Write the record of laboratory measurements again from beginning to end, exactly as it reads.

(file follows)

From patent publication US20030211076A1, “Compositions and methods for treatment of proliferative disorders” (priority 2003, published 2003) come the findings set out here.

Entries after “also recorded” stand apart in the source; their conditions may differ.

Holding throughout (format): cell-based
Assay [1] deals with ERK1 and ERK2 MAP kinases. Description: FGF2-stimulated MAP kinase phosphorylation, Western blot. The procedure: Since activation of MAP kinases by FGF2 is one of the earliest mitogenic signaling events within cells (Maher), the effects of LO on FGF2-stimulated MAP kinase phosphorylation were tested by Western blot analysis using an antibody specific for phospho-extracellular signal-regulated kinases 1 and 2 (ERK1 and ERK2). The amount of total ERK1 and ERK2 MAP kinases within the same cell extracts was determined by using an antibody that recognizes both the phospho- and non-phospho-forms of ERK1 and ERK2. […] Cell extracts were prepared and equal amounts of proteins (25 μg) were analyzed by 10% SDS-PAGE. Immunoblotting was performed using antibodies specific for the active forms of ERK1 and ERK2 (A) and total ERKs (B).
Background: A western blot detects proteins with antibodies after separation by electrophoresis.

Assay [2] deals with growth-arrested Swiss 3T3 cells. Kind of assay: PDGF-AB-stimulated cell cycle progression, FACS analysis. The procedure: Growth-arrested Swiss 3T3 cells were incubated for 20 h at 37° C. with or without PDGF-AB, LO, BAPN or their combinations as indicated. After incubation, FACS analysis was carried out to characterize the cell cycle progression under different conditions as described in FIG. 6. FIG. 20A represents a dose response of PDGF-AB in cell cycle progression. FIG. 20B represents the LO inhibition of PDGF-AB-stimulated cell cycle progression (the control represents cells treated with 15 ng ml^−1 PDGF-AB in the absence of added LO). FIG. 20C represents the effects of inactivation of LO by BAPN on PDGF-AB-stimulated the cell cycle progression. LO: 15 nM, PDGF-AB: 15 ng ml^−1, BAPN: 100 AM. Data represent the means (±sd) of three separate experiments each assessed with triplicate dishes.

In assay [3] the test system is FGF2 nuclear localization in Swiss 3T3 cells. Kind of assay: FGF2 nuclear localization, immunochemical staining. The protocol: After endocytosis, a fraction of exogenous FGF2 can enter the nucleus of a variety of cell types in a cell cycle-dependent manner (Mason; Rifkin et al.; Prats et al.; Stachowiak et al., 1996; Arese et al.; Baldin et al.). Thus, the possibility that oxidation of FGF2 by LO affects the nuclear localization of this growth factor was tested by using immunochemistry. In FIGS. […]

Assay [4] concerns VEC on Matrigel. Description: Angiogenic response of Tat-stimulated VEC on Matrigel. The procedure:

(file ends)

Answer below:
From patent publication US20030211076A1, “Compositions and methods for treatment of proliferative disorders” (priority 2003, published 2003) come the findings set out here.

Entries after “also recorded” stand apart in the source; their conditions may differ.

Holding throughout (format): cell-based
Assay [1] deals with ERK1 and ERK2 MAP kinases. Description: FGF2-stimulated MAP kinase phosphorylation, Western blot. The procedure: Since activation of MAP kinases by FGF2 is one of the earliest mitogenic signaling events within cells (Maher), the effects of LO on FGF2-stimulated MAP kinase phosphorylation were tested by Western blot analysis using an antibody specific for phospho-extracellular signal-regulated kinases 1 and 2 (ERK1 and ERK2). The amount of total ERK1 and ERK2 MAP kinases within the same cell extracts was determined by using an antibody that recognizes both the phospho- and non-phospho-forms of ERK1 and ERK2. […] Cell extracts were prepared and equal amounts of proteins (25 μg) were analyzed by 10% SDS-PAGE. Immunoblotting was performed using antibodies specific for the active forms of ERK1 and ERK2 (A) and total ERKs (B).
Background: A western blot detects proteins with antibodies after separation by electrophoresis.

Assay [2] deals with growth-arrested Swiss 3T3 cells. Kind of assay: PDGF-AB-stimulated cell cycle progression, FACS analysis. The procedure: Growth-arrested Swiss 3T3 cells were incubated for 20 h at 37° C. with or without PDGF-AB, LO, BAPN or their combinations as indicated. After incubation, FACS analysis was carried out to characterize the cell cycle progression under different conditions as described in FIG. 6. FIG. 20A represents a dose response of PDGF-AB in cell cycle progression. FIG. 20B represents the LO inhibition of PDGF-AB-stimulated cell cycle progression (the control represents cells treated with 15 ng ml^−1 PDGF-AB in the absence of added LO). FIG. 20C represents the effects of inactivation of LO by BAPN on PDGF-AB-stimulated the cell cycle progression. LO: 15 nM, PDGF-AB: 15 ng ml^−1, BAPN: 100 AM. Data represent the means (±sd) of three separate experiments each assessed with triplicate dishes.

In assay [3] the test system is FGF2 nuclear localization in Swiss 3T3 cells. Kind of assay: FGF2 nuclear localization, immunochemical staining. The protocol: After endocytosis, a fraction of exogenous FGF2 can enter the nucleus of a variety of cell types in a cell cycle-dependent manner (Mason; Rifkin et al.; Prats et al.; Stachowiak et al., 1996; Arese et al.; Baldin et al.). Thus, the possibility that oxidation of FGF2 by LO affects the nuclear localization of this growth factor was tested by using immunochemistry. In FIGS. […]

Assay [4] concerns VEC on Matrigel. Description: Angiogenic response of Tat-stimulated VEC on Matrigel. The procedure: